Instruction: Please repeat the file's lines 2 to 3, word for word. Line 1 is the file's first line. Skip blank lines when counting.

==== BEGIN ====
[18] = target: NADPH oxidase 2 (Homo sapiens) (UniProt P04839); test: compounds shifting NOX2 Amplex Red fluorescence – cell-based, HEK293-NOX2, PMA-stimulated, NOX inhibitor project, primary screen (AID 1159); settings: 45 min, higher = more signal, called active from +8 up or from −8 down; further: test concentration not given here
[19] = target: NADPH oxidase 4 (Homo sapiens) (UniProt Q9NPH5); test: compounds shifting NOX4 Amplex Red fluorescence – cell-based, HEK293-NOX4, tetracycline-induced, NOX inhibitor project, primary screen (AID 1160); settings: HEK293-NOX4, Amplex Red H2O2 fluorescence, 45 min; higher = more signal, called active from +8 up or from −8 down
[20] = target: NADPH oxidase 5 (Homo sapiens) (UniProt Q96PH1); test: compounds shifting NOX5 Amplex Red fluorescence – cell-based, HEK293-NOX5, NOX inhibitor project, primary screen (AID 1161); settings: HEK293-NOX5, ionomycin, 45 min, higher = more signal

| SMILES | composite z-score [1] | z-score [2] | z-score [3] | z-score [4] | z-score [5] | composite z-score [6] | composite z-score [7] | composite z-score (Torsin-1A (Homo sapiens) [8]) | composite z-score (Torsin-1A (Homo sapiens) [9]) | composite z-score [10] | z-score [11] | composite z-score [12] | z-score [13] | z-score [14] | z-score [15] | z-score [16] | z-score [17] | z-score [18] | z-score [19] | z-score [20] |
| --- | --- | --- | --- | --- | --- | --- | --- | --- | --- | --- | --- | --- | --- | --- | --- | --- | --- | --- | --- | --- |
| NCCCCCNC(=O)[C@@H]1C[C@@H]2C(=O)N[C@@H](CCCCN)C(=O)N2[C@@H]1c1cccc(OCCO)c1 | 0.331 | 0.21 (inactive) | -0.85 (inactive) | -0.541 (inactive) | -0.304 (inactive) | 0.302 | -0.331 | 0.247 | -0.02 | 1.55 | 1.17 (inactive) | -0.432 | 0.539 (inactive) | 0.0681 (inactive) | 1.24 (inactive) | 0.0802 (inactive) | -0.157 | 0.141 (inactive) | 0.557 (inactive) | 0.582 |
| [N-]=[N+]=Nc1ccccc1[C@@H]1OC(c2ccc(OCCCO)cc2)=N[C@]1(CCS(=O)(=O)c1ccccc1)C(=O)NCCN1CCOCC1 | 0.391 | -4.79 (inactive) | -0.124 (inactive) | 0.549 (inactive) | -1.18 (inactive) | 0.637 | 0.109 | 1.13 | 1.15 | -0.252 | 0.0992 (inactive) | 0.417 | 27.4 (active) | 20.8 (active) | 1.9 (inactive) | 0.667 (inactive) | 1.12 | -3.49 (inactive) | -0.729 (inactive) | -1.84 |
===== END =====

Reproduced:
[19] = target: NADPH oxidase 4 (Homo sapiens) (UniProt Q9NPH5); test: compounds shifting NOX4 Amplex Red fluorescence – cell-based, HEK293-NOX4, tetracycline-induced, NOX inhibitor project, primary screen (AID 1160); settings: HEK293-NOX4, Amplex Red H2O2 fluorescence, 45 min; higher = more signal, called active from +8 up or from −8 down
[20] = target: NADPH oxidase 5 (Homo sapiens) (UniProt Q96PH1); test: compounds shifting NOX5 Amplex Red fluorescence – cell-based, HEK293-NOX5, NOX inhibitor project, primary screen (AID 1161); settings: HEK293-NOX5, ionomycin, 45 min, higher = more signal